With that, I'll turn it over to Mike to walk us through the financials, and then I'll wrap up before taking questions.

Mike Morrison

Thanks, Chris. Good morning, everyone. Our second quarter revenues of $20 million improved 40% sequentially. Adjusted EBITDA was slightly positive compared to negative $7 million in the first quarter. E&P Technology & Services segment revenues of $12 million increased by 62% sequentially, primarily due to starting the second phase of our Mid North Sea High 3D multiclient program and an increase in 2D data library cells. Operations Optimization segment revenues of $8 million improved 18% from the first quarter due to increased production-focused seismic vessel activity offshore.

Backlog, which consists of commitments for multiclient programs and proprietary imaging and reservoir services work, was $14 million at quarter end. The sequential decline was driven in part by revenue recognition on our Mid North Sea High 3D multiclient program as acquisition proceeded ahead of schedule this quarter.

As a result of our lower first half revenues, we expected to consume cash during the quarter. Our cash balance was $27 million at quarter end, including $20 million we drew on our revolver last year. Our total liquidity, defined as a combination of our cash balance and our available borrowing capacity under our revolving credit facility, was $33 million.

As we reported last call, in April, we successfully completed our bond restructuring and concurrent rights offering. The deal extended our bond maturity 4 years with a convertible feature that provides a path to convert the debt to equity in coming years.

In the rights offering, shareholders exercised subscription rights totaling $42 million, purchasing either new notes or common stock. In total, $116 million in new notes and 11 million shares of common stock were issued that generated $14 million in net proceeds for the company. $7 million of old notes remain outstanding and due in December 2021.

While we completed these favorable transactions and revenues improved sequentially, the timing of the market recovery remains uncertain, and revenues for the first half of 2021 were lower than expected. These lower-than-planned revenues will have an impact on second half cash collections necessary to fund our operations and to meet our debt and other obligations, therefore, triggering a growing concern issue for ION. We continually evaluate conditions in the capital markets, and we'll continue to explore additional funding opportunities through private or public equity transactions, debt financing or other capital sources such as the sale of nonstrategic assets to meet our ongoing cash needs.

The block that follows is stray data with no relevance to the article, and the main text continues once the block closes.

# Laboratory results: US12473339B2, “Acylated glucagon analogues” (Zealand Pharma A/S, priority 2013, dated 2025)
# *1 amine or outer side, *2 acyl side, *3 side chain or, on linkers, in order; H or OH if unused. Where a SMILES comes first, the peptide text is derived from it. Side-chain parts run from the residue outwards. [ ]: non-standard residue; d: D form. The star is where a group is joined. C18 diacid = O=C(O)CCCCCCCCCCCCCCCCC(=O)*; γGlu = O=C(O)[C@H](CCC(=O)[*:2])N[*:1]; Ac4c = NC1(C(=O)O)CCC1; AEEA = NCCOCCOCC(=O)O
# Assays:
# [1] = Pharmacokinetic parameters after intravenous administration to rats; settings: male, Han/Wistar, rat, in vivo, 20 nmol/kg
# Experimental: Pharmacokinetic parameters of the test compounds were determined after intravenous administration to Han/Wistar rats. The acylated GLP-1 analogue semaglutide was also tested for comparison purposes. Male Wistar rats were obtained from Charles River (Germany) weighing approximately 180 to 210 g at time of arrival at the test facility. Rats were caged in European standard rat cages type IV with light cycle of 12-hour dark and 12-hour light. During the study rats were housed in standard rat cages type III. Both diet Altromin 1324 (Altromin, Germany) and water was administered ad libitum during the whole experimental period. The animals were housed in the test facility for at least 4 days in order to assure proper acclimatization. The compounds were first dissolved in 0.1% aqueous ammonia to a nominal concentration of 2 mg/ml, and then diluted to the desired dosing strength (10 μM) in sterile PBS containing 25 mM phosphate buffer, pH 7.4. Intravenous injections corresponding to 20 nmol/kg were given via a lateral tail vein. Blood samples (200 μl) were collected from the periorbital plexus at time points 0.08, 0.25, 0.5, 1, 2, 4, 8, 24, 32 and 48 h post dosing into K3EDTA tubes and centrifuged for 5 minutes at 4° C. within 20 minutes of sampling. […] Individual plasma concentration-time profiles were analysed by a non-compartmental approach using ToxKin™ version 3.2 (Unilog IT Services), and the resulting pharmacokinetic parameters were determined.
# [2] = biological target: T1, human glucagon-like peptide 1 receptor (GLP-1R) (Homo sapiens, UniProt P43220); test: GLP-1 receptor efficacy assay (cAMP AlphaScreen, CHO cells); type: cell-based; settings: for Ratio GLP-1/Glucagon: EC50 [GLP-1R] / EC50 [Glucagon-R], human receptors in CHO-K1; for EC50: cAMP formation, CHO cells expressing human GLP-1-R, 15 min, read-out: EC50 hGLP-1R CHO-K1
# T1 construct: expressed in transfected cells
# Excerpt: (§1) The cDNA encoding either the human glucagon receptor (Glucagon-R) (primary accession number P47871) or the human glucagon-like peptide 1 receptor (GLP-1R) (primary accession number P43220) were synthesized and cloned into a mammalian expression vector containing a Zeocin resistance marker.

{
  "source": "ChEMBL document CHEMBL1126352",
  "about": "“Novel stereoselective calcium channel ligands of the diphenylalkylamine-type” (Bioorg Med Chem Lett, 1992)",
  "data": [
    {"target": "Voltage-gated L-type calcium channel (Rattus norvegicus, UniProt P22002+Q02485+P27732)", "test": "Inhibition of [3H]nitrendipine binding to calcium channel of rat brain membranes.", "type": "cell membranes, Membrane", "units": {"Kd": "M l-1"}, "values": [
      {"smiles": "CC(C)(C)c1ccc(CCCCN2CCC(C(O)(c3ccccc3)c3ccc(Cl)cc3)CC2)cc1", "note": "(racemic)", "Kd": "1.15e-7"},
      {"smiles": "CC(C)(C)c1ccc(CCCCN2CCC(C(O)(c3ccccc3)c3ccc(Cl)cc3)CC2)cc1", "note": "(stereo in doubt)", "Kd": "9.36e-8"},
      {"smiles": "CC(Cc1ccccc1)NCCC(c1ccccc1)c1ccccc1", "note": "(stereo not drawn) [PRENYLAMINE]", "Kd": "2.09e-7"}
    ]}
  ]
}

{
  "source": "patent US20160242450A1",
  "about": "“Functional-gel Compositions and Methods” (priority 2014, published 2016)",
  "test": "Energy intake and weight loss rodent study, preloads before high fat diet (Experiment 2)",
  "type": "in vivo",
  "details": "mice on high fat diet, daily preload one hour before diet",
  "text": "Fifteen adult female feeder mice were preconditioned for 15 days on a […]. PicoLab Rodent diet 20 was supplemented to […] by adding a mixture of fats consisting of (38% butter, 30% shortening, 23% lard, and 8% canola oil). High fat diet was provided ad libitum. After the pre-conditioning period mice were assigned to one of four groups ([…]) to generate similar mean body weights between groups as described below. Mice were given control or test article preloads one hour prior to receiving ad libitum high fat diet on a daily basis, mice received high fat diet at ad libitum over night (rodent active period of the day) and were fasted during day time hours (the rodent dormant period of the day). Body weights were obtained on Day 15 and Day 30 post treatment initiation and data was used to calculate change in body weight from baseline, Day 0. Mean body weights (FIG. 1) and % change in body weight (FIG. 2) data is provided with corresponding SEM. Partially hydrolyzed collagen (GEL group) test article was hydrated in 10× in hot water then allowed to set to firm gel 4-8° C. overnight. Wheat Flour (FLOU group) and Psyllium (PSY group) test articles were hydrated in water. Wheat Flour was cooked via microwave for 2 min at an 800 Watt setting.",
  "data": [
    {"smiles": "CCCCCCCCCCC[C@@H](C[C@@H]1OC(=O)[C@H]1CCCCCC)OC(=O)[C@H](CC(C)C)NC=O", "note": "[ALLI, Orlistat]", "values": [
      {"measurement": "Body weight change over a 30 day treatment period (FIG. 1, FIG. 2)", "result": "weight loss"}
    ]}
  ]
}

In addition, in the third quarter, we are implementing a significant cost reduction program, building on the over $40 million eliminated last year, in an effort to continue to rightsize our business while still being able to capitalize on evolving market opportunities. We are targeting approximately $15 million to $20 million in annualized savings through a combination of both short-term and long-term initiatives. These efforts continue our focus on supporting and strategically growing our business while maintaining capital discipline.

We reinvigorated efforts to close the $12 million sale of our 49% equity stake in the nonstrategic INOVA joint venture with BGP by bringing additional interested parties to the table to increase competition and accelerate closure. We will continue to evaluate other nonstrategic asset sales and pursue additional sources of government relief, such as employee retention credits.

During the second quarter, the $7 million PPP loan we received last year was fully forgiven. Our top fiscal focus remains for supporting cash and managing liquidity in the current uncertain macroeconomic environment.

In July, we submitted a preliminary S-1 in anticipation of a potential public offering of our common stock. While the S-1 remains on file, there are several variables to consider, such as macro factors and our share price. To date, we have decided not to issue our common stock at these price levels, but we'll continue to monitor market conditions.

With that, I'll turn it back to Chris.

Chris Usher

Thanks, Mike. In today's rapidly evolving landscape, we are focused on empowering clients to operate more efficiently and sustainably. Our offshore data and digitalization technologies are key ingredients for enabling the sustainable use of marine resources, combating climate change and optimizing traditional energy development while supporting the transition to renewable resources.